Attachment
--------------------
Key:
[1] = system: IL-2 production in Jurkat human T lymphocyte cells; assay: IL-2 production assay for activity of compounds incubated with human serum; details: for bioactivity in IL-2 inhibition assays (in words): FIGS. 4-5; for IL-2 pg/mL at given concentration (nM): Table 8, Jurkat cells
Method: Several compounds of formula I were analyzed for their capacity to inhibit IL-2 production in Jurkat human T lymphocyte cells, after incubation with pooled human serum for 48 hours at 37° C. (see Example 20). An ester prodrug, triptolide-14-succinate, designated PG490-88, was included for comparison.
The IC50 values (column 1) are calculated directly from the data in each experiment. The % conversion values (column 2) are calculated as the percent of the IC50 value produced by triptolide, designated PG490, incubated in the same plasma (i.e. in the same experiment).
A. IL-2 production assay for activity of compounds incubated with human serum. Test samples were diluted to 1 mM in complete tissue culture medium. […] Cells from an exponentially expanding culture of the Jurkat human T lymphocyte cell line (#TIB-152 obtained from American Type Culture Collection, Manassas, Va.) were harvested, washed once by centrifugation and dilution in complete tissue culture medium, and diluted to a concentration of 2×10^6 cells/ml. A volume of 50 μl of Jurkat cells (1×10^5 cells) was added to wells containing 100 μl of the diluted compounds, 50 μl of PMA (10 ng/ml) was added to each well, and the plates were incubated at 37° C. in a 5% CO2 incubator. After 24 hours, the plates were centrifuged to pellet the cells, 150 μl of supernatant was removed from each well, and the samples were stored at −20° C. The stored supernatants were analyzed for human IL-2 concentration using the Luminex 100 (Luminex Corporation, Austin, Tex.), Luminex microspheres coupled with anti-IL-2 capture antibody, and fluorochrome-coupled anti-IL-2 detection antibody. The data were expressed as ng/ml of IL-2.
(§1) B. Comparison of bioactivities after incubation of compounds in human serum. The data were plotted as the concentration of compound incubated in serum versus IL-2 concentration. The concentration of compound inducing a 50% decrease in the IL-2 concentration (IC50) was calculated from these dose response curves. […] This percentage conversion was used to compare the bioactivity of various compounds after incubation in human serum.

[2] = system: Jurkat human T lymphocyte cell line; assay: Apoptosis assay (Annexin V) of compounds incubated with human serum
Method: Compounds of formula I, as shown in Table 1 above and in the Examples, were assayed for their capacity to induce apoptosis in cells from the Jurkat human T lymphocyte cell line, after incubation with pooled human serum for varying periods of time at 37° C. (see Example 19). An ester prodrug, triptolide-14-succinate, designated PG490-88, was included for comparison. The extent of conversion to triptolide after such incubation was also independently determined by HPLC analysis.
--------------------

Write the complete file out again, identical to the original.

Key:
[1] = system: IL-2 production in Jurkat human T lymphocyte cells; assay: IL-2 production assay for activity of compounds incubated with human serum; details: for bioactivity in IL-2 inhibition assays (in words): FIGS. 4-5; for IL-2 pg/mL at given concentration (nM): Table 8, Jurkat cells
Method: Several compounds of formula I were analyzed for their capacity to inhibit IL-2 production in Jurkat human T lymphocyte cells, after incubation with pooled human serum for 48 hours at 37° C. (see Example 20). An ester prodrug, triptolide-14-succinate, designated PG490-88, was included for comparison.
The IC50 values (column 1) are calculated directly from the data in each experiment. The % conversion values (column 2) are calculated as the percent of the IC50 value produced by triptolide, designated PG490, incubated in the same plasma (i.e. in the same experiment).
A. IL-2 production assay for activity of compounds incubated with human serum. Test samples were diluted to 1 mM in complete tissue culture medium. […] Cells from an exponentially expanding culture of the Jurkat human T lymphocyte cell line (#TIB-152 obtained from American Type Culture Collection, Manassas, Va.) were harvested, washed once by centrifugation and dilution in complete tissue culture medium, and diluted to a concentration of 2×10^6 cells/ml. A volume of 50 μl of Jurkat cells (1×10^5 cells) was added to wells containing 100 μl of the diluted compounds, 50 μl of PMA (10 ng/ml) was added to each well, and the plates were incubated at 37° C. in a 5% CO2 incubator. After 24 hours, the plates were centrifuged to pellet the cells, 150 μl of supernatant was removed from each well, and the samples were stored at −20° C. The stored supernatants were analyzed for human IL-2 concentration using the Luminex 100 (Luminex Corporation, Austin, Tex.), Luminex microspheres coupled with anti-IL-2 capture antibody, and fluorochrome-coupled anti-IL-2 detection antibody. The data were expressed as ng/ml of IL-2.
(§1) B. Comparison of bioactivities after incubation of compounds in human serum. The data were plotted as the concentration of compound incubated in serum versus IL-2 concentration. The concentration of compound inducing a 50% decrease in the IL-2 concentration (IC50) was calculated from these dose response curves. […] This percentage conversion was used to compare the bioactivity of various compounds after incubation in human serum.

[2] = system: Jurkat human T lymphocyte cell line; assay: Apoptosis assay (Annexin V) of compounds incubated with human serum
Method: Compounds of formula I, as shown in Table 1 above and in the Examples, were assayed for their capacity to induce apoptosis in cells from the Jurkat human T lymphocyte cell line, after incubation with pooled human serum for varying periods of time at 37° C. (see Example 19). An ester prodrug, triptolide-14-succinate, designated PG490-88, was included for comparison. The extent of conversion to triptolide after such incubation was also independently determined by HPLC analysis.